Pregnancy and Postpartum Anxiety

Anxiety can occur during pregnancy and after birth for mamas. Many women who experience anxiety at these times have also had periods of anxiety before and may have seen a counselor or taken medications in the past.

However, most women do not associate the “happy time of pregnancy, birth and postpartum” with new or returned feelings of anxiety, and in fact they often report feeling blindsided or betrayed by these emotions showing up “now”.

It is thought that a combination of hormones and stress create an environment where anxiety can be activated.

There are multiple types of anxiety disorders that fall under the broader “anxiety” category. I will give some of the more common symptoms that women see me about, but I want to stress this is not a diagnosis tool. It is the beginning of a conversation that you should have with a supportive professional. Symptoms of perinatal and postpartum anxiety can include:

  • Particular fear and avoidance of specific things: blood, needles, vomit. Or situations (social gatherings, small spaces)
  • Difficulty sleeping.
  • Always feeling very tense.
  • Always feeling “on edge” or being “on guard”
  • Worry about the future.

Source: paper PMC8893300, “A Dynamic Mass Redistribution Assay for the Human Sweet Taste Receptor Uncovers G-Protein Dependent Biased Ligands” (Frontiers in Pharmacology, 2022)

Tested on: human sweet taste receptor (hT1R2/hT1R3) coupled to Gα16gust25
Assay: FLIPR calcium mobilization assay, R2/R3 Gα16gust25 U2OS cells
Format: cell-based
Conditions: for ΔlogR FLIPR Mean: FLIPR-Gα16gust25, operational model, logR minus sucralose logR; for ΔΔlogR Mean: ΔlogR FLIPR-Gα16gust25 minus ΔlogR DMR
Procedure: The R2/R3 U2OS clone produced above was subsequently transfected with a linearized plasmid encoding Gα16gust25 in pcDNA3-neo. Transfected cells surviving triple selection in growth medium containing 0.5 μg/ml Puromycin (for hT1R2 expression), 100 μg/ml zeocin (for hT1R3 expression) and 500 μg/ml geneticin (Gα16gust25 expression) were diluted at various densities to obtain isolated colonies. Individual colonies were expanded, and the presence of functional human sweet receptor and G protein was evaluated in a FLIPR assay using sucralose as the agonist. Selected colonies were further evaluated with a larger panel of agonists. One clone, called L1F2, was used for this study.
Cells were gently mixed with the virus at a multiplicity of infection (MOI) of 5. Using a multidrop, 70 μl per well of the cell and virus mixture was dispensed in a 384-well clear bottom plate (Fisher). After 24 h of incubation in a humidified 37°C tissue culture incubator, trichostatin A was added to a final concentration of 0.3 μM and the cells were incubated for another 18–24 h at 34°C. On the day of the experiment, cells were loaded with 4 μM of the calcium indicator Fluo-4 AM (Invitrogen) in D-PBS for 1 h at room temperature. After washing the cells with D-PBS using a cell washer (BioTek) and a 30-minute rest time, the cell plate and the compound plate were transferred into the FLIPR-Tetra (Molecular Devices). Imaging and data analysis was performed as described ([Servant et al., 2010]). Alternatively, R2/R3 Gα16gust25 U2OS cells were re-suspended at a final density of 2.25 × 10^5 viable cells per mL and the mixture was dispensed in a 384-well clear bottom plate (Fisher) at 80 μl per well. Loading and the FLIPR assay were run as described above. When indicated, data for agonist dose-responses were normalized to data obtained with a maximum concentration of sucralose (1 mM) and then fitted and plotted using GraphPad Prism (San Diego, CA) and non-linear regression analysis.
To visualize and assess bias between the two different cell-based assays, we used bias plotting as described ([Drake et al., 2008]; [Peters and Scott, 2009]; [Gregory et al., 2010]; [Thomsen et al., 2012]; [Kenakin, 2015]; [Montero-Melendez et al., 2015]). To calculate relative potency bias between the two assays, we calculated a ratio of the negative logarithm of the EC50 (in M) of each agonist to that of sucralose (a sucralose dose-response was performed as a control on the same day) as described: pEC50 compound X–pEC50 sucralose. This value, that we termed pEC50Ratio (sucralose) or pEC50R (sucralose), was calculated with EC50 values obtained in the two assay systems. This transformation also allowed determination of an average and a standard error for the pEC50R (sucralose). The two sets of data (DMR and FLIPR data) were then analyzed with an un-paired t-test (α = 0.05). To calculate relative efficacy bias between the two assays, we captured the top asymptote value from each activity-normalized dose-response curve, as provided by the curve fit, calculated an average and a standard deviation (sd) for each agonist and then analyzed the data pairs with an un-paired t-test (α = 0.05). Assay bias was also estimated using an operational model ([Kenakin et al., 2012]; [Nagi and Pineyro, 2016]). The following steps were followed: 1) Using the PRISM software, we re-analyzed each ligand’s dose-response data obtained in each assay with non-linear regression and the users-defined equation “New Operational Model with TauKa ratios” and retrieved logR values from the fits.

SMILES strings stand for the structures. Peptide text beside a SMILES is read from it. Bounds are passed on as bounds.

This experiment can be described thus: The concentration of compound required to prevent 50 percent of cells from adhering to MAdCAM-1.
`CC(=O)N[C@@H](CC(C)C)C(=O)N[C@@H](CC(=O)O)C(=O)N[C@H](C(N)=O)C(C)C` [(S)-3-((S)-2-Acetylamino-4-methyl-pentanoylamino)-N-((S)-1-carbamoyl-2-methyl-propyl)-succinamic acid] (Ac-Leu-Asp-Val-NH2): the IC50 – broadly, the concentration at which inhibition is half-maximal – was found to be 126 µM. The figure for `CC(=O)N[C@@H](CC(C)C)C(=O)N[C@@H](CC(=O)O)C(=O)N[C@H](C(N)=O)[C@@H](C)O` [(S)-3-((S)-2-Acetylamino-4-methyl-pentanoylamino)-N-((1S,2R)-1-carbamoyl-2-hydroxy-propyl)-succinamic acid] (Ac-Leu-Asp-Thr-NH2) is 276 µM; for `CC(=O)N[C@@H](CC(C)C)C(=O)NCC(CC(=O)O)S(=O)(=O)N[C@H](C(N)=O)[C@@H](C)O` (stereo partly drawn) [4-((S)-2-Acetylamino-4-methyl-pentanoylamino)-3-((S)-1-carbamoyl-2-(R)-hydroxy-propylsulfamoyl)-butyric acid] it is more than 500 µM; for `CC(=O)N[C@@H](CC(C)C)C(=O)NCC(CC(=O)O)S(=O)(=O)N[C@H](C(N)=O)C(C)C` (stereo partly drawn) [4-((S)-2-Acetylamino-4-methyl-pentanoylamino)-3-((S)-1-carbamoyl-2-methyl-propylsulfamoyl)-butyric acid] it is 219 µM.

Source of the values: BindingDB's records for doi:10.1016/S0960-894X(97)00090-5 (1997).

• Worry about something happening to baby.
  • Wanting to control situations or environments.
  • Pounding heart, feeling out of breath, sweating.
  • Thoughts that pop into your head that you don’t want. And possibly things you do to help lower the anxiety these thoughts bring.

If you are experiencing symptoms like the ones above, and they are getting in the way of you living your life- I encourage you to reach out and ask for professional help. Anxiety disorders are treatable, and you and your baby deserve support leading to a more calm and enjoyable life together!

Warmly, Jenny Schermerhorn, Licensed Professional Therapist

This article is not meant to take the place of a relationship with a trained mental health therapist, or a medical professional. It is not meant to provide diagnosis of a mental health disorder. If you are experiencing a physical or mental health emergency, please dial 9-1-1.

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